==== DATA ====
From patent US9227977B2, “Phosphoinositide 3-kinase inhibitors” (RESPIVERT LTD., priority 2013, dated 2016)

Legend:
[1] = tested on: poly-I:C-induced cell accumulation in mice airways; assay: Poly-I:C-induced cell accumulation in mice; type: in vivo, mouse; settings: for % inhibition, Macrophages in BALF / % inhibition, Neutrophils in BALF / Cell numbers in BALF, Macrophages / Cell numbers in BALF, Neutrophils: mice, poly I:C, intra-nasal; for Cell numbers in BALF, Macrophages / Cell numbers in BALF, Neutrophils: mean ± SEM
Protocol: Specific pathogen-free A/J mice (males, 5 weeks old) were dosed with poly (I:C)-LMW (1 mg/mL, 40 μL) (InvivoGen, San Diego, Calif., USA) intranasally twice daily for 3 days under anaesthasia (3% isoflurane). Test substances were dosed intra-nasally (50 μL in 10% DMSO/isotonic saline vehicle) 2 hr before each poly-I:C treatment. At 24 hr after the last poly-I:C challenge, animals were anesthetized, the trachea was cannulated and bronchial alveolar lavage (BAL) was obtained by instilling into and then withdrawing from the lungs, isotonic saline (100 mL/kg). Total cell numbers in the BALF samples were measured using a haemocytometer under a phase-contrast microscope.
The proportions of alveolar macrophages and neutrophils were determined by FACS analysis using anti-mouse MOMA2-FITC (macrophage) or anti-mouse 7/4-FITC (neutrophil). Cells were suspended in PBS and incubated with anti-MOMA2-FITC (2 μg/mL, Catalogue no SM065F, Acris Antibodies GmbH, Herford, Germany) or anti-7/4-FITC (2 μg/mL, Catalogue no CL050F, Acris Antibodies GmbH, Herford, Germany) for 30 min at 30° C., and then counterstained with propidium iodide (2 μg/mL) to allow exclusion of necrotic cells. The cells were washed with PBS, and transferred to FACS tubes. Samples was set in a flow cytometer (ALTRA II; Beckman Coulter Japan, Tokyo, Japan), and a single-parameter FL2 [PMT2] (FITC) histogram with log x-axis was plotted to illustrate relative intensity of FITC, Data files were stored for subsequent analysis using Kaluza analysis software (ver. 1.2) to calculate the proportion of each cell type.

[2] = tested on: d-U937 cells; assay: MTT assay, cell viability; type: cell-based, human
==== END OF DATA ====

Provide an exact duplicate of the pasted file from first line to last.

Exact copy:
From patent US9227977B2, “Phosphoinositide 3-kinase inhibitors” (RESPIVERT LTD., priority 2013, dated 2016)

Legend:
[1] = tested on: poly-I:C-induced cell accumulation in mice airways; assay: Poly-I:C-induced cell accumulation in mice; type: in vivo, mouse; settings: for % inhibition, Macrophages in BALF / % inhibition, Neutrophils in BALF / Cell numbers in BALF, Macrophages / Cell numbers in BALF, Neutrophils: mice, poly I:C, intra-nasal; for Cell numbers in BALF, Macrophages / Cell numbers in BALF, Neutrophils: mean ± SEM
Protocol: Specific pathogen-free A/J mice (males, 5 weeks old) were dosed with poly (I:C)-LMW (1 mg/mL, 40 μL) (InvivoGen, San Diego, Calif., USA) intranasally twice daily for 3 days under anaesthasia (3% isoflurane). Test substances were dosed intra-nasally (50 μL in 10% DMSO/isotonic saline vehicle) 2 hr before each poly-I:C treatment. At 24 hr after the last poly-I:C challenge, animals were anesthetized, the trachea was cannulated and bronchial alveolar lavage (BAL) was obtained by instilling into and then withdrawing from the lungs, isotonic saline (100 mL/kg). Total cell numbers in the BALF samples were measured using a haemocytometer under a phase-contrast microscope.
The proportions of alveolar macrophages and neutrophils were determined by FACS analysis using anti-mouse MOMA2-FITC (macrophage) or anti-mouse 7/4-FITC (neutrophil). Cells were suspended in PBS and incubated with anti-MOMA2-FITC (2 μg/mL, Catalogue no SM065F, Acris Antibodies GmbH, Herford, Germany) or anti-7/4-FITC (2 μg/mL, Catalogue no CL050F, Acris Antibodies GmbH, Herford, Germany) for 30 min at 30° C., and then counterstained with propidium iodide (2 μg/mL) to allow exclusion of necrotic cells. The cells were washed with PBS, and transferred to FACS tubes. Samples was set in a flow cytometer (ALTRA II; Beckman Coulter Japan, Tokyo, Japan), and a single-parameter FL2 [PMT2] (FITC) histogram with log x-axis was plotted to illustrate relative intensity of FITC, Data files were stored for subsequent analysis using Kaluza analysis software (ver. 1.2) to calculate the proportion of each cell type.

[2] = tested on: d-U937 cells; assay: MTT assay, cell viability; type: cell-based, human